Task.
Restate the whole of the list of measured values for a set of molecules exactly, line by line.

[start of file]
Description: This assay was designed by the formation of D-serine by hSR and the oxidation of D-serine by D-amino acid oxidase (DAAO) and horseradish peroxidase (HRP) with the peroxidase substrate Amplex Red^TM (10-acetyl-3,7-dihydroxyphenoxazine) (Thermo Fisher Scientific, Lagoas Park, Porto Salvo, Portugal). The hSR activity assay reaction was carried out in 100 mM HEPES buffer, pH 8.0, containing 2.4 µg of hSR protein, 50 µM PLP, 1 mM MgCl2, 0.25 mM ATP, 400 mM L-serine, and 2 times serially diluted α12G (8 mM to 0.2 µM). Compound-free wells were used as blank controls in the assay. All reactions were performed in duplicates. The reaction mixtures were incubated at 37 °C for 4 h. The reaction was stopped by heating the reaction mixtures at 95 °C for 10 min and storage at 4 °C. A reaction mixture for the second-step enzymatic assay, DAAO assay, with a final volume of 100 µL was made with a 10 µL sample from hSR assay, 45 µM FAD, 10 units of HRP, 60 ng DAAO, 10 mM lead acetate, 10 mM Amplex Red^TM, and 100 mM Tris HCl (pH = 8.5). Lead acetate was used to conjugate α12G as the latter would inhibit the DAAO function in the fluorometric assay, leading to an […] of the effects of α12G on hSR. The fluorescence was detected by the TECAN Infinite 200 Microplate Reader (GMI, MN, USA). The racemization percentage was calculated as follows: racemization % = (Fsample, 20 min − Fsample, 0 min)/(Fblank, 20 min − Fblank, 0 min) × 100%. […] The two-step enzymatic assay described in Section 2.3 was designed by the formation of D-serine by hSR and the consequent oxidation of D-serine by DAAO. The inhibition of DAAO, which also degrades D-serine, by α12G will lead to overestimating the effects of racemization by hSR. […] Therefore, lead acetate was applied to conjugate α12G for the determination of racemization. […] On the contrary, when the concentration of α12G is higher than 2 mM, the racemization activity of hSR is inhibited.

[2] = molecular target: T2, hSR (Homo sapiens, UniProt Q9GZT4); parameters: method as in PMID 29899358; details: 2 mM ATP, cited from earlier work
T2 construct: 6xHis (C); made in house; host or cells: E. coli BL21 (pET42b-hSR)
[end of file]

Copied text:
Description: This assay was designed by the formation of D-serine by hSR and the oxidation of D-serine by D-amino acid oxidase (DAAO) and horseradish peroxidase (HRP) with the peroxidase substrate Amplex Red^TM (10-acetyl-3,7-dihydroxyphenoxazine) (Thermo Fisher Scientific, Lagoas Park, Porto Salvo, Portugal). The hSR activity assay reaction was carried out in 100 mM HEPES buffer, pH 8.0, containing 2.4 µg of hSR protein, 50 µM PLP, 1 mM MgCl2, 0.25 mM ATP, 400 mM L-serine, and 2 times serially diluted α12G (8 mM to 0.2 µM). Compound-free wells were used as blank controls in the assay. All reactions were performed in duplicates. The reaction mixtures were incubated at 37 °C for 4 h. The reaction was stopped by heating the reaction mixtures at 95 °C for 10 min and storage at 4 °C. A reaction mixture for the second-step enzymatic assay, DAAO assay, with a final volume of 100 µL was made with a 10 µL sample from hSR assay, 45 µM FAD, 10 units of HRP, 60 ng DAAO, 10 mM lead acetate, 10 mM Amplex Red^TM, and 100 mM Tris HCl (pH = 8.5). Lead acetate was used to conjugate α12G as the latter would inhibit the DAAO function in the fluorometric assay, leading to an […] of the effects of α12G on hSR. The fluorescence was detected by the TECAN Infinite 200 Microplate Reader (GMI, MN, USA). The racemization percentage was calculated as follows: racemization % = (Fsample, 20 min − Fsample, 0 min)/(Fblank, 20 min − Fblank, 0 min) × 100%. […] The two-step enzymatic assay described in Section 2.3 was designed by the formation of D-serine by hSR and the consequent oxidation of D-serine by DAAO. The inhibition of DAAO, which also degrades D-serine, by α12G will lead to overestimating the effects of racemization by hSR. […] Therefore, lead acetate was applied to conjugate α12G for the determination of racemization. […] On the contrary, when the concentration of α12G is higher than 2 mM, the racemization activity of hSR is inhibited.

[2] = molecular target: T2, hSR (Homo sapiens, UniProt Q9GZT4); parameters: method as in PMID 29899358; details: 2 mM ATP, cited from earlier work
T2 construct: 6xHis (C); made in house; host or cells: E. coli BL21 (pET42b-hSR)